Slips,Trips and Falling Accidents
Slips, Trips and Falling Accidents
If you have suffered personal injury in an accident involving a slip, trip or fall, then we can advise you whether you may have a good claim for compensation, even if the accident was partly your own fault. The accident may have happened in a public place or on private property. Many such accident happen while at work.
If the accident happened in a public place, then someone else may be responsible under the law of negligence and/or nuisance or pursuant to the Highways Act 1980.
If the accident took place on private property, then someone might be liable to pay you compensation based on the law of negligence and/or nuisance or under the Occupiers’ Liability Acts of 1957 or 1984. This might be the situation if your accident happened on business premises (e.g. a shop or office) or if the accident happened in someone’s home.
A great many slip, trip and falling accidents happen to people while they are at work. This is often due to the employer’s negligence and/or breach of one of the many regulations made under the Health and Safety at Work Act 1974.
For more information on Accidents at Work and how Swayne Johnson can help you, click here.
The different types of compensation:
The compensation for personal injuries is usually known as “general damages” or “damages for pain and suffering and loss of amenity” (PSLA). This part of the compensation will depend upon the nature of the injuries you have suffered, the way in which your life is affected by the injuries and also upon whether you make a full recovery or will be left with any long-term symptoms.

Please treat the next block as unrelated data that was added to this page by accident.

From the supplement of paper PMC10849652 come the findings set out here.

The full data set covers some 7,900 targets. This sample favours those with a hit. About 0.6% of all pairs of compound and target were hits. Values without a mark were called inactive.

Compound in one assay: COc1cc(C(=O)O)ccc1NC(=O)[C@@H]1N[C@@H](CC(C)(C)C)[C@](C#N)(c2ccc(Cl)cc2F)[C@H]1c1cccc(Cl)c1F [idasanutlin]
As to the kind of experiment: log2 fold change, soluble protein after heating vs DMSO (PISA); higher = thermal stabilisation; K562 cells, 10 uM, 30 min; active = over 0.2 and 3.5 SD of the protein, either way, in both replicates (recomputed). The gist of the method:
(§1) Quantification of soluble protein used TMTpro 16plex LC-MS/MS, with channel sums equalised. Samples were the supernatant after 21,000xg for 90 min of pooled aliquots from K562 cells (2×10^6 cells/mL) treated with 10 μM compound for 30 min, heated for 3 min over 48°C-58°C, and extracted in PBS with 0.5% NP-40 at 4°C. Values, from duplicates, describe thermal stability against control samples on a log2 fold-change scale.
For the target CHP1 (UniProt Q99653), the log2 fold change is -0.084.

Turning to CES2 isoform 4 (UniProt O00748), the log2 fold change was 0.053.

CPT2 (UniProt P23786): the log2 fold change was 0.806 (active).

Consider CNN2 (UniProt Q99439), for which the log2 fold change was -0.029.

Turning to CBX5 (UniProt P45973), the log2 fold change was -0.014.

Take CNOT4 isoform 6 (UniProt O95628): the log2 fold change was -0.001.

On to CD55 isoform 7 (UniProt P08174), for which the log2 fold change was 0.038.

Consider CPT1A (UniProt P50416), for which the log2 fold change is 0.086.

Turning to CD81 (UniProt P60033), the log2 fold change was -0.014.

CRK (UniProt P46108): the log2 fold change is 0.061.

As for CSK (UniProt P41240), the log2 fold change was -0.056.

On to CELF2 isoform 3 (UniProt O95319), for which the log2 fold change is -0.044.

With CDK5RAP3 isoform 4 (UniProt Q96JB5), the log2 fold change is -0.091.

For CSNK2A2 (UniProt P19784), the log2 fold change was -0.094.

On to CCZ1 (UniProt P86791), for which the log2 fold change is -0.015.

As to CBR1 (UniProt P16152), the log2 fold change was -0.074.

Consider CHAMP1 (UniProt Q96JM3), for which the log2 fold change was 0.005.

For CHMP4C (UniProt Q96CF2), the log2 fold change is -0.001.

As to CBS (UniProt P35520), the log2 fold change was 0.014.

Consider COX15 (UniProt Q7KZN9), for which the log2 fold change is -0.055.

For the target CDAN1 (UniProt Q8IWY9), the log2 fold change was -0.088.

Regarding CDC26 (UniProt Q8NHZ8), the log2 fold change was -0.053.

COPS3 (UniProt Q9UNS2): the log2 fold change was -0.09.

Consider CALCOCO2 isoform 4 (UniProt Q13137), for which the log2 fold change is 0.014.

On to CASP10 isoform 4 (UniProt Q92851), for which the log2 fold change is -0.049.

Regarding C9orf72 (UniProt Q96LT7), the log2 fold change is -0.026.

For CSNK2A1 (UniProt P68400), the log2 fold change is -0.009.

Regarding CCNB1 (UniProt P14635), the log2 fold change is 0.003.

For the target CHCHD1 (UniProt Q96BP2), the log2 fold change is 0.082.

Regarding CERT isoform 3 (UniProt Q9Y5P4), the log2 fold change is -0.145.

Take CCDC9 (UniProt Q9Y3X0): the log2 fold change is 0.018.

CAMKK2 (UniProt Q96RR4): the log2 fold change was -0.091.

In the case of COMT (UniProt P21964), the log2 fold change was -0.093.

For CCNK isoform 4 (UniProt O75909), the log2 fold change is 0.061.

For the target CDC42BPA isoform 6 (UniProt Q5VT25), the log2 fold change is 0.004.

In addition to compensation for the physical injuries, you may be entitled to compensation for the psychological impact of the accident and its consequences.
Other types of compensation:
In addition to general damages, you may also be able to claim for financial losses arising from the accident. These are known as “special damages” and might include loss of earnings, the value of items damaged in the accident, the cost of any private medical treatment and care and assistance (or the value of such if it is provided voluntarily – e.g. by a family member or friend), extra travelling expenses and the cost of items purchased to enable you to cope better with the injuries.
For more information, complete and return our Personal Injury or Civil Litigation form. Alternatively, contact David Scott